|Paper authors||Quito Tsui|
|In panel on||Ctrl Shift? Exploring the impacts of digital change on power and accountability in humanitarian aid|
|Paper presenter(s) will be presenting||
The uptake of biometric technologies in the humanitarian sector has brought with it an organisation-centred logic of accountability. This paper considers how biometrics systems are adopted in pursuit of a notion of accountability that prioritises the needs of humanitarian organisations above the communities they serve. Biometrics systems are accordingly claimed to stop fraud and enable de-duplication and traceability. These systems make beneficiaries accountable to organisations by placing the onus of proof on beneficiaries, requiring them to engage with biometrics systems that monitor community behaviour.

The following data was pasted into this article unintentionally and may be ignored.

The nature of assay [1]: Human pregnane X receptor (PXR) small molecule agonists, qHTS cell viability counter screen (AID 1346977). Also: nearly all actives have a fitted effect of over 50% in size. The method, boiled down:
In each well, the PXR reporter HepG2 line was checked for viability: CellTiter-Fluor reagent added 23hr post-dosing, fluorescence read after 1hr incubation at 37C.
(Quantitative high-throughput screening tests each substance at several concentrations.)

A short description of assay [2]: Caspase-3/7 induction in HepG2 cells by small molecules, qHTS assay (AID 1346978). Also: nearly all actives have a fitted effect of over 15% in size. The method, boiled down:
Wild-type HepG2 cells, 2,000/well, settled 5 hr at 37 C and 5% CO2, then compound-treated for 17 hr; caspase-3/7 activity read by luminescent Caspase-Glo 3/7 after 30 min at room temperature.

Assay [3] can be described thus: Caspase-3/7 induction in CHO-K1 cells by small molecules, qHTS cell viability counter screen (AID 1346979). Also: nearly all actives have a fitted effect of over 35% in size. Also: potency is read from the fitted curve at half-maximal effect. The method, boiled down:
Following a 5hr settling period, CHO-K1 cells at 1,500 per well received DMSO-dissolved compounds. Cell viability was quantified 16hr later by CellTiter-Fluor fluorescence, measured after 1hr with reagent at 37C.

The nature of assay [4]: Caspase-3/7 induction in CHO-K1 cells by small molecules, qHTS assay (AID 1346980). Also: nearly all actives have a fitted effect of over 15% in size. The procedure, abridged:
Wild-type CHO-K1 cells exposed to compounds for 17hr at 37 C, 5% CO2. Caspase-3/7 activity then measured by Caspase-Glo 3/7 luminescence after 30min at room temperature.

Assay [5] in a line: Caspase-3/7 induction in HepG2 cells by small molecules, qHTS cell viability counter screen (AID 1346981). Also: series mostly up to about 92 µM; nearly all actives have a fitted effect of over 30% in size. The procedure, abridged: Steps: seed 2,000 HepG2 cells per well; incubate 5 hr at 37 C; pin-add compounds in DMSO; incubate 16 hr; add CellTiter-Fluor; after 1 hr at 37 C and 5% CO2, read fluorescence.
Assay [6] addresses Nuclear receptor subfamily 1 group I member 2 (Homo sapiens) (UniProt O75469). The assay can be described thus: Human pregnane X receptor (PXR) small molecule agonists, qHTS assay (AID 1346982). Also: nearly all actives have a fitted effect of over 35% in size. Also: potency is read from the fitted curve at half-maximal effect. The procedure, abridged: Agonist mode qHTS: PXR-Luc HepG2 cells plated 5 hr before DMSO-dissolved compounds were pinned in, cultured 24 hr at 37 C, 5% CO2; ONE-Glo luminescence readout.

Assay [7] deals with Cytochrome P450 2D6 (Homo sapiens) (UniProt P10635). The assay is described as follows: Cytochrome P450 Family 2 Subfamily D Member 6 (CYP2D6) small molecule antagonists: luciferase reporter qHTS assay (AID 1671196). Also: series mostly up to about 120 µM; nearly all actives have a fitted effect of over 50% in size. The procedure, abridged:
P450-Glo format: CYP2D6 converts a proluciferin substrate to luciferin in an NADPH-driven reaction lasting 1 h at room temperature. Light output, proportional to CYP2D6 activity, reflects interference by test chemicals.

Crucially, there is little accountability in the reverse. Foibles of biometric systems can seriously harm beneficiaries – difficulties in capturing or checking biometric data and poor connectivity can inhibit access to essential services. Meanwhile, impacted communities are caught in the dragnet of large-scale biometric data collection, with risks such as data mismanagement and cyber attacks meaning vulnerable information could be accessed by hostile parties.
Biometric systems are not accountable to impacted communities, rather they assert the interests of humanitarian organisations. A sober reassessment of this logic of accountability is critical to charting a path towards responsible biometrics use: one that is responsive to impacted communities.